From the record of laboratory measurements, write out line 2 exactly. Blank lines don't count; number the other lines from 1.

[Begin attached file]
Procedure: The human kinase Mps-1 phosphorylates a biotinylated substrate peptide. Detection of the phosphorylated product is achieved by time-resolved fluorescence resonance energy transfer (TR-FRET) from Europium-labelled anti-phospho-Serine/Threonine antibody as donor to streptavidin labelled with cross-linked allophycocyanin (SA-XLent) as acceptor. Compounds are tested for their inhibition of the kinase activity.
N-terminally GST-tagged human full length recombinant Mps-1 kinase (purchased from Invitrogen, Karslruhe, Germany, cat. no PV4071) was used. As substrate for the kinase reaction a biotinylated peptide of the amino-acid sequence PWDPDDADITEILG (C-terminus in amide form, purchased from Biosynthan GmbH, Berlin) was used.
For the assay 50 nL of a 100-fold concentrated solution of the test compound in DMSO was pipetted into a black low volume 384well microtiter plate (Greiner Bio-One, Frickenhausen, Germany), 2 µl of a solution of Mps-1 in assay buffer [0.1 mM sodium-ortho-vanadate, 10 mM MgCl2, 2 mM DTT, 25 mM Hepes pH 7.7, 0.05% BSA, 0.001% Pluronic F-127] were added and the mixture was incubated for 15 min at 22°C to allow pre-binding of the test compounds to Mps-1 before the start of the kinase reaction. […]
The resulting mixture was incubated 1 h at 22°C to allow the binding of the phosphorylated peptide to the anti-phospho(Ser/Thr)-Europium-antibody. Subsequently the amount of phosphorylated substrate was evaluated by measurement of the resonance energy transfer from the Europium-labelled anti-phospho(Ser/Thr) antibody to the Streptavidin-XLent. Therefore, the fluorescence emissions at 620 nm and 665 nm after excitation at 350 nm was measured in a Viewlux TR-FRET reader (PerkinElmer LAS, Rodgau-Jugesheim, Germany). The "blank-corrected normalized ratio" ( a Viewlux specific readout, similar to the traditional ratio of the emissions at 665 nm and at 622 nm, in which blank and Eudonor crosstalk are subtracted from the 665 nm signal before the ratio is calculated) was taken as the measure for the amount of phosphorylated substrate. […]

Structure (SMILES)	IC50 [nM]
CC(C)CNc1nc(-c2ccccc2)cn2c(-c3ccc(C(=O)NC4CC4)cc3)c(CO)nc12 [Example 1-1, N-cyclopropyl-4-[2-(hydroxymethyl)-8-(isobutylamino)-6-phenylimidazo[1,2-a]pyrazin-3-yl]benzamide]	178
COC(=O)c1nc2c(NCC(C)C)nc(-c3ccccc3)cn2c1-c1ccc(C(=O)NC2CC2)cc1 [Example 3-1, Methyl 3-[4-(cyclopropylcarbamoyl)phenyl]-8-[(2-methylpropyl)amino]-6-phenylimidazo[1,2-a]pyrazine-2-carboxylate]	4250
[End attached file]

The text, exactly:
N-terminally GST-tagged human full length recombinant Mps-1 kinase (purchased from Invitrogen, Karslruhe, Germany, cat. no PV4071) was used. As substrate for the kinase reaction a biotinylated peptide of the amino-acid sequence PWDPDDADITEILG (C-terminus in amide form, purchased from Biosynthan GmbH, Berlin) was used.